Hogan Revenue Up, Despite Setback
Despite the abrupt resignation of its chief executive and the loss of royalties from International Business Machines Corp., Hogan Systems Inc. held its own in the first fiscal quarter of 1991.
The Dallas-based vendor of banking software and services reported a net loss of $363,000 on revenues of $13.3 million for the quarter ended June 30, about level with its $344,000 loss a year earlier.
However, Hogan's total revenues were up $2.78 million from the year-earlier quarter. This increase was in spite of the loss of $2.4 million in royalty payments from IBM. A one-time chargeoff of just less than $1 million prevented the company from turning a profit.
Last September, IBM changed the terms of its relationship with Hogan, acquiring a 5% stake in the company but dropping annual royalty payments for the right to market and support Hogan's banking software.
CFO Is Upbeat
"We're very positive about this quarter's growth, given that the IBM royalty has been eliminated," said James M. Dunn, chief financial officer of Hogan. "The reasons for that increase are also very positive, with an increase in license fee income and, more importantly, in revenue for consulting services.
Hogan's longstanding difficulties in retaining top management continued. Patric J. Jerge, president and chief executive officer, resigned last month for personal reasons. Mr. Jerge was succeeded by Gregor G. Peterson, one of Hogan's founders and a member of its board since 1977.
Mr. Peterson is the company's fourth CEO in six years. Mr. Jerge's predecessor, Gary W. Fiedler, Fiedler, left the company in late 1989, after a three-year stint, to become chairman and CEO of Equimark Corp., Pittsburgh.
Despite the continuing turnover in its top ranks, Hogan's performance was pleasing, analysts said.
|Doing Quite Well'
Last quarter's loss "wasn't an operating loss," said Jim Poyner, a financial analyst at William K. Woodruff & Co., Dallas, an investment banking firm. "Hogan is doing quite well."
"I would have preferred [the CEO change] not to have happened," Mr. Poyner added, "but since all their growth is international, the changeover doesn't affect them that much."
About 50% of Hogan's business is overseas, said Margo Isbell, a spokeswoman for the company. Hogan recently opened an office in Frankfurt, where most of its new business is concentrated, she said.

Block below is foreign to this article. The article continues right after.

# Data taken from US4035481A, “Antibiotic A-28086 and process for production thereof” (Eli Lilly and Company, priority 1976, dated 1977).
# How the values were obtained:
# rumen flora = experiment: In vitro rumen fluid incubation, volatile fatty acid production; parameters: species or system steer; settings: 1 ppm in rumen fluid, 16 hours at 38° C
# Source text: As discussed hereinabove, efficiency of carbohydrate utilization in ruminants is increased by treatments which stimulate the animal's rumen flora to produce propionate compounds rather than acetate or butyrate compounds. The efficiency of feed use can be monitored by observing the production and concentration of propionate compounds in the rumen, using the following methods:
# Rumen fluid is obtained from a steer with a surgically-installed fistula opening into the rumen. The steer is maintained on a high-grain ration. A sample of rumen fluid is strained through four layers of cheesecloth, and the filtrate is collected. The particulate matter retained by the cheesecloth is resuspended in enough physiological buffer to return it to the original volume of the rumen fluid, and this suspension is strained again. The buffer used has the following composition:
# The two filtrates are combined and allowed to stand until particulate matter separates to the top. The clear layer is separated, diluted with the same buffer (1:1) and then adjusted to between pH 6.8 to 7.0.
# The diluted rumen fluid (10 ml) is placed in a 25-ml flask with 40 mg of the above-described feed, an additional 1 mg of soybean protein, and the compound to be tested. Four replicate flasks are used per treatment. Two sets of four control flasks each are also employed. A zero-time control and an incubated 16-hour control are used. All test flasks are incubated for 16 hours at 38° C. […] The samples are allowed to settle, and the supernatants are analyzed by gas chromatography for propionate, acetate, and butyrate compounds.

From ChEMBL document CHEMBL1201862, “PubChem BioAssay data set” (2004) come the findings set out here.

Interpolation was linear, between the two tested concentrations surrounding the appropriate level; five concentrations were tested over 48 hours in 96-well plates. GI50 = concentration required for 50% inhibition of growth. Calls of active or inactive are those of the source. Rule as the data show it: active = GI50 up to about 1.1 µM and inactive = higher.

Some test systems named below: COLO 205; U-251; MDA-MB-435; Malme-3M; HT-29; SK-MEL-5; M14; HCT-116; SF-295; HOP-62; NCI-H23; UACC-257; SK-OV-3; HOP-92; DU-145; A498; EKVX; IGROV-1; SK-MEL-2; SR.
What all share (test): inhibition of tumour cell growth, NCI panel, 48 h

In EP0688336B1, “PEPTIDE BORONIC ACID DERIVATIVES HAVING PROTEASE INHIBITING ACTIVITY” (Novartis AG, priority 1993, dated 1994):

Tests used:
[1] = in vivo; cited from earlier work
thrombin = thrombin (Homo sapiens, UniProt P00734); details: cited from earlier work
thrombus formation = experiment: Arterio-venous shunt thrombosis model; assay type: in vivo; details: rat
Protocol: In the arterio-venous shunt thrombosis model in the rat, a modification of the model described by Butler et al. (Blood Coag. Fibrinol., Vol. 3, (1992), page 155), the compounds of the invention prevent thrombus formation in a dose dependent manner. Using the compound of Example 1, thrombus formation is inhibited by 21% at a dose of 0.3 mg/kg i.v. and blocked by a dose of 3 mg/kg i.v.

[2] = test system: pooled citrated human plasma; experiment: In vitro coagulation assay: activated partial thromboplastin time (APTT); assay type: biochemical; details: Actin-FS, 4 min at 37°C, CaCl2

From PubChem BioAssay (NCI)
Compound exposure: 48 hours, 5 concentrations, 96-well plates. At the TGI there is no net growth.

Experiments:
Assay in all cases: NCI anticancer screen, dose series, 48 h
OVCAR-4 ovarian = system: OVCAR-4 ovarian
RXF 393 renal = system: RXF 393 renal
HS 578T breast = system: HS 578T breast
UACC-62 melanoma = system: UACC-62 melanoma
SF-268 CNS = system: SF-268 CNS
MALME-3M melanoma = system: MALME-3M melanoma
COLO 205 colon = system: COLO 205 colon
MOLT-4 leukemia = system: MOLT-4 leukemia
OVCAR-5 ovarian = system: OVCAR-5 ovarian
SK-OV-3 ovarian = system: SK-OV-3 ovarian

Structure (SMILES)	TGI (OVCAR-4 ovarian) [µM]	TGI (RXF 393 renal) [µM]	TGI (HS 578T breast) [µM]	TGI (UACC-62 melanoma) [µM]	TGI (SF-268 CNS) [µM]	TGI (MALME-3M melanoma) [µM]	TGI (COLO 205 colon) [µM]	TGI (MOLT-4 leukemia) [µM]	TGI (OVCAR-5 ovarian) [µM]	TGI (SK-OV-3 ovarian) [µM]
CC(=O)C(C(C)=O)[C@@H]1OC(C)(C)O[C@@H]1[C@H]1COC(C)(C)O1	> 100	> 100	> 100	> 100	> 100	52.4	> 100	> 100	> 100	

The company does not break out growth figures for the domestic and international markets, she said.
By capitalizing on its foreign business, Hogan also was able to more than make up the shortfall caused by its loss of $2.4 million in royalty income from IBM, Mr. Poyner said.
Instead of making the royalty payments, which by contract came to at least $2.4 million annually, IBM is funding development of new banking software products.
IBM's stake in Hogan is aimed at improving sales of integrated banking applications, or IBA, the cornerstone of IBM's software for financial institutions. IBM continues to hold exclusive rights to license, market, and support IBA in North America.
Payoff Down the Road
By terms of the agreement with IBM, Hogan gets a 50% share of IBM's fee revenue from the sale of banking products. Mr. Dunn said that the financial benefits to Hogan of the new agreement were not expected to materialize for several years.
"These are large sales, and they take a long time, and the domestic industry is a tough sell right now," he said.
Also to strengthen the two companies' bonds, Hogan last month named John J. Higgins, an IBM vice president and assistant general manager of U.S. finance and planning, to its board of directors.
This fiscal year's first-quarter results included a charge of $870,000 because of default on a sublease for office space.
In a separate announcement, Hogan said that a new version of its software for processing consumer, commercial, construction, and mortgage loans was now available.
The software - version 1.2 of the integrated loans processing system - is designed to let banks bill more frequently and gain flexibility in setting up loan rates. In addition, users will find it easier to set up loans and recast them, the company said.